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Power and Pique: Cambodia’s Uighur Deportation

by Joshua Kurlantzick
December 22, 2009

The news this week that Cambodia would deport a group of Uighurs who had fled China and turned up in Phnom Penh, via an underground railroad route normally used by Koreans fleeing North Korea, sparked two different types of reactions.

Most human rights groups, understandably, criticized Cambodia’s decision – Amnesty warned that the Uighurs could be tortured when they returned to China, while the UN complained that its staff in country could not see the Uighurs in time to prevent deportation. (China claimed that the Uighurs were “criminals” who should be sent back; the Uighurs argued that they had fled after the Xinjiang riots last summer and would be endangered if they returned.) Other observers commented on how the deportation reflects China’s rising power in Southeast Asia – and particularly in Cambodia. Ten years ago, most Southeast Asian nations would not have acceded – at least not so quickly – to this kind of pressure from China. Now, it was almost assumed among most of my SE Asian diplomat friends – and even many Uighur activists – that these Uighurs probably would be sent back.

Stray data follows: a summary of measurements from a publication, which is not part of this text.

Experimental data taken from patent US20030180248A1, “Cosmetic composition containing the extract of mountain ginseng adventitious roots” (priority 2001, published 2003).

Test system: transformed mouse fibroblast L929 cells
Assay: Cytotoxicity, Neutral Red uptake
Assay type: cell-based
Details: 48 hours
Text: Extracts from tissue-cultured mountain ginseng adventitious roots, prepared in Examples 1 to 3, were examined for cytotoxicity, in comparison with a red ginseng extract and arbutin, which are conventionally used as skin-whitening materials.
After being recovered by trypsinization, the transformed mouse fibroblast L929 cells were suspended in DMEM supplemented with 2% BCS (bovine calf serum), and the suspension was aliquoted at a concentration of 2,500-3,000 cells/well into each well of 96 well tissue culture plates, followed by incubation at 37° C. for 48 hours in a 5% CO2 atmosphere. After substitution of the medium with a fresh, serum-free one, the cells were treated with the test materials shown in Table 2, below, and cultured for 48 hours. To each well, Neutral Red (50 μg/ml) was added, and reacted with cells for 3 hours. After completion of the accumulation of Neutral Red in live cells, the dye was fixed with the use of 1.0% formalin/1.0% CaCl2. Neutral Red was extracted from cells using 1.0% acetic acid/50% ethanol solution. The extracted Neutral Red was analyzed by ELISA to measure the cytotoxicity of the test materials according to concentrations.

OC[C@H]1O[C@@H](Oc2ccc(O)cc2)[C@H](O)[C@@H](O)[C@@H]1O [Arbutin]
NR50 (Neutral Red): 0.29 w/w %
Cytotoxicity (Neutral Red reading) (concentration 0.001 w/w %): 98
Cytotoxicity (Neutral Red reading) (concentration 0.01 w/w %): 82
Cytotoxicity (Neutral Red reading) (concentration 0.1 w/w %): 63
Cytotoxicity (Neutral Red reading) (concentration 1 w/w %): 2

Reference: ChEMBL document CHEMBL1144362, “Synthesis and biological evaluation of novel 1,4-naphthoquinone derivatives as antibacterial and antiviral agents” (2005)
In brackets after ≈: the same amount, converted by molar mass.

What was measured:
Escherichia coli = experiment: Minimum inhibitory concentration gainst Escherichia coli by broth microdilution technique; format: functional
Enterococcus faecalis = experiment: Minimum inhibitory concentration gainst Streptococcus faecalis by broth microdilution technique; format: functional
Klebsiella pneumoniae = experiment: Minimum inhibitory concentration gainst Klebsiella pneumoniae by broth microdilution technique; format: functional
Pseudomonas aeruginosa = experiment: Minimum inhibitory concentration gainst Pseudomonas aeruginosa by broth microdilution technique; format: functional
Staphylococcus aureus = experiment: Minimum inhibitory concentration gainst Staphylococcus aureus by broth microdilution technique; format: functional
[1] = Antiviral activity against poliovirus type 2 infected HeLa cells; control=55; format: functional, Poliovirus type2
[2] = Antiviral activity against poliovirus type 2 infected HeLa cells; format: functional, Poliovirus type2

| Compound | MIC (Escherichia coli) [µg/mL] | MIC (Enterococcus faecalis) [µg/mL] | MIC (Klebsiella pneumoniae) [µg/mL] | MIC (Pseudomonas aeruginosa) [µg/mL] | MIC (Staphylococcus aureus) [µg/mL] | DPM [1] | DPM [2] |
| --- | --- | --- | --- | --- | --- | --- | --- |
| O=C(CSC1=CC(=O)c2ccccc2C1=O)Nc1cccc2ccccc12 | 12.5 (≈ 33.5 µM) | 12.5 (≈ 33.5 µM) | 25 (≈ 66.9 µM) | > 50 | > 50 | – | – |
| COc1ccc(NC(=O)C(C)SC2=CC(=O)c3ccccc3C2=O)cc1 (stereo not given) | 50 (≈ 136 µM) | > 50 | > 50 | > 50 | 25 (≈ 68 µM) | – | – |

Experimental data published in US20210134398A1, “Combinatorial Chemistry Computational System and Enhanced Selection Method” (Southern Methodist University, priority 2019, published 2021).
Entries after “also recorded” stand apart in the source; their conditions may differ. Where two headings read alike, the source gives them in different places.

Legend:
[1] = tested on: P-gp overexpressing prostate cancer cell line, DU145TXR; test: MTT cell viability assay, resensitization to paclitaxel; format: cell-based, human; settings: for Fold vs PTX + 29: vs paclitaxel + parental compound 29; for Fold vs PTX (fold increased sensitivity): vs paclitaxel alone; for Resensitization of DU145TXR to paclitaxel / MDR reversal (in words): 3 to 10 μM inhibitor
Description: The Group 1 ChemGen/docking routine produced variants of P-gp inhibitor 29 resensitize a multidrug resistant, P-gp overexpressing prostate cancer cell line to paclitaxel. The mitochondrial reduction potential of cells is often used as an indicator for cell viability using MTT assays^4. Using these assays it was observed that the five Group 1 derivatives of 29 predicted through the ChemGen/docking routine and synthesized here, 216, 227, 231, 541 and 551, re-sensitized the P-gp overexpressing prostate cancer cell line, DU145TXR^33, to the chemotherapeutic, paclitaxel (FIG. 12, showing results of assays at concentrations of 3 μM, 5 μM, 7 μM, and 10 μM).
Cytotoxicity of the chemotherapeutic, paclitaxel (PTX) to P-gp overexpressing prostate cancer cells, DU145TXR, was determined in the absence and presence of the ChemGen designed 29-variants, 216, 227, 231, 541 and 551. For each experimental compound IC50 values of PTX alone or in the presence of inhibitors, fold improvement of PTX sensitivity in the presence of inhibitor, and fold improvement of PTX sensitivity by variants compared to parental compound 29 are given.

China certainly wields enormous influence in Cambodia. It’s the largest aid donor and one of the biggest investors. But it’s a two-way street: China’s rise has proved much of a boon for Cambodia itself. China gives Cambodian Prime Minister Hun Sen an alternative to relying on Western powers; if Hun Sen does not want to accede to Western demands, now he can always turn to China. The prime minister clearly relishes this geopolitical shift – he seems to take every opportunity to remind Western nations they no longer can control him. China’s influence, in this case, also provides Hun Sen, who has no love for the UN, a chance to thumb his nose at Turtle Bay. (Hun Sen has some reason to dislike the UN: After all, he remembers when the UN sat an opposition alliance that included the Khmer Rouge as the legitimate government of Cambodia.) As the Uighur situation shows, Hun Sen rarely passes up such opportunities to make life difficult for the UN. In the run-up to the Khmer Rouge tribunal, he seemed to spend as much time blasting the UN as he did actually facilitating the tribunal.

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